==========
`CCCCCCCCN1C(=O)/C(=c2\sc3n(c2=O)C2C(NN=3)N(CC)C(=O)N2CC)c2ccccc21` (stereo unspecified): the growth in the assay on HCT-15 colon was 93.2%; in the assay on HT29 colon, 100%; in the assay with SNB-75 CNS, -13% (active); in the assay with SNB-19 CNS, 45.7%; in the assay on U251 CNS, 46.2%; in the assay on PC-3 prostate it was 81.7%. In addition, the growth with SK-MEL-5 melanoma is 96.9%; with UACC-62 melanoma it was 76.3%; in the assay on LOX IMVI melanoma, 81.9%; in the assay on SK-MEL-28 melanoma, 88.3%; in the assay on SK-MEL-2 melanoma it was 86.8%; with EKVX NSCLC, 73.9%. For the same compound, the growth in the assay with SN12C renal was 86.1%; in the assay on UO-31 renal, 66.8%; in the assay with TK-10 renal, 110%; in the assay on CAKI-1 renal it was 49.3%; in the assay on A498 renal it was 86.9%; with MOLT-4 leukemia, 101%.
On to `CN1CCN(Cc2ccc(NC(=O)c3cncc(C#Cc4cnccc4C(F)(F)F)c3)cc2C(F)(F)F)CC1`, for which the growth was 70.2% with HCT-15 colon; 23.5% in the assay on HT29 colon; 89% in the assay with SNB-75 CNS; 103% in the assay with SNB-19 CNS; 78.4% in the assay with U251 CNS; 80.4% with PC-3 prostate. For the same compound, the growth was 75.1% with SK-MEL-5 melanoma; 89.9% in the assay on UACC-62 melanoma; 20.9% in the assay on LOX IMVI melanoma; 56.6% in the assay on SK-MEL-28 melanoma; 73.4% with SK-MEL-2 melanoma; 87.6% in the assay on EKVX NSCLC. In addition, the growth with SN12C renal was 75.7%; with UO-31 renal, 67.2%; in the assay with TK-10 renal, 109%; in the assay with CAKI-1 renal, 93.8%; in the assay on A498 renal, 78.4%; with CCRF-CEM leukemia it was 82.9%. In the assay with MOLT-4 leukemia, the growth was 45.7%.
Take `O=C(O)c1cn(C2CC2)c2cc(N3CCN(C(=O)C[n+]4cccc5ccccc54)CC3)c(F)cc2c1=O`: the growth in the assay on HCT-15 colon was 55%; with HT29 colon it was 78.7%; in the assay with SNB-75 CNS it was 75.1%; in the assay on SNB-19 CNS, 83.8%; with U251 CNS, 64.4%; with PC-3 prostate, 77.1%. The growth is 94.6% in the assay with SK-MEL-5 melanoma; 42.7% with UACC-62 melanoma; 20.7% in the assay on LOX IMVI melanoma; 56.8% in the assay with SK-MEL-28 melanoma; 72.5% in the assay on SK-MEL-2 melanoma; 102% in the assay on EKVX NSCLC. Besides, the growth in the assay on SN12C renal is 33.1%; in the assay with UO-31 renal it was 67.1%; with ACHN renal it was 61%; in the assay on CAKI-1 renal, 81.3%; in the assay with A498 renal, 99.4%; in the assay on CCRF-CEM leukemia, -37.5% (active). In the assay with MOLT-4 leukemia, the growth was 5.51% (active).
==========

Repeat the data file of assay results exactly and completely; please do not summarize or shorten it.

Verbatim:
`CCCCCCCCN1C(=O)/C(=c2\sc3n(c2=O)C2C(NN=3)N(CC)C(=O)N2CC)c2ccccc21` (stereo unspecified): the growth in the assay on HCT-15 colon was 93.2%; in the assay on HT29 colon, 100%; in the assay with SNB-75 CNS, -13% (active); in the assay with SNB-19 CNS, 45.7%; in the assay on U251 CNS, 46.2%; in the assay on PC-3 prostate it was 81.7%. In addition, the growth with SK-MEL-5 melanoma is 96.9%; with UACC-62 melanoma it was 76.3%; in the assay on LOX IMVI melanoma, 81.9%; in the assay on SK-MEL-28 melanoma, 88.3%; in the assay on SK-MEL-2 melanoma it was 86.8%; with EKVX NSCLC, 73.9%. For the same compound, the growth in the assay with SN12C renal was 86.1%; in the assay on UO-31 renal, 66.8%; in the assay with TK-10 renal, 110%; in the assay on CAKI-1 renal it was 49.3%; in the assay on A498 renal it was 86.9%; with MOLT-4 leukemia, 101%.
On to `CN1CCN(Cc2ccc(NC(=O)c3cncc(C#Cc4cnccc4C(F)(F)F)c3)cc2C(F)(F)F)CC1`, for which the growth was 70.2% with HCT-15 colon; 23.5% in the assay on HT29 colon; 89% in the assay with SNB-75 CNS; 103% in the assay with SNB-19 CNS; 78.4% in the assay with U251 CNS; 80.4% with PC-3 prostate. For the same compound, the growth was 75.1% with SK-MEL-5 melanoma; 89.9% in the assay on UACC-62 melanoma; 20.9% in the assay on LOX IMVI melanoma; 56.6% in the assay on SK-MEL-28 melanoma; 73.4% with SK-MEL-2 melanoma; 87.6% in the assay on EKVX NSCLC. In addition, the growth with SN12C renal was 75.7%; with UO-31 renal, 67.2%; in the assay with TK-10 renal, 109%; in the assay with CAKI-1 renal, 93.8%; in the assay on A498 renal, 78.4%; with CCRF-CEM leukemia it was 82.9%. In the assay with MOLT-4 leukemia, the growth was 45.7%.
Take `O=C(O)c1cn(C2CC2)c2cc(N3CCN(C(=O)C[n+]4cccc5ccccc54)CC3)c(F)cc2c1=O`: the growth in the assay on HCT-15 colon was 55%; with HT29 colon it was 78.7%; in the assay with SNB-75 CNS it was 75.1%; in the assay on SNB-19 CNS, 83.8%; with U251 CNS, 64.4%; with PC-3 prostate, 77.1%. The growth is 94.6% in the assay with SK-MEL-5 melanoma; 42.7% with UACC-62 melanoma; 20.7% in the assay on LOX IMVI melanoma; 56.8% in the assay with SK-MEL-28 melanoma; 72.5% in the assay on SK-MEL-2 melanoma; 102% in the assay on EKVX NSCLC. Besides, the growth in the assay on SN12C renal is 33.1%; in the assay with UO-31 renal it was 67.1%; with ACHN renal it was 61%; in the assay on CAKI-1 renal, 81.3%; in the assay with A498 renal, 99.4%; in the assay on CCRF-CEM leukemia, -37.5% (active). In the assay with MOLT-4 leukemia, the growth was 5.51% (active).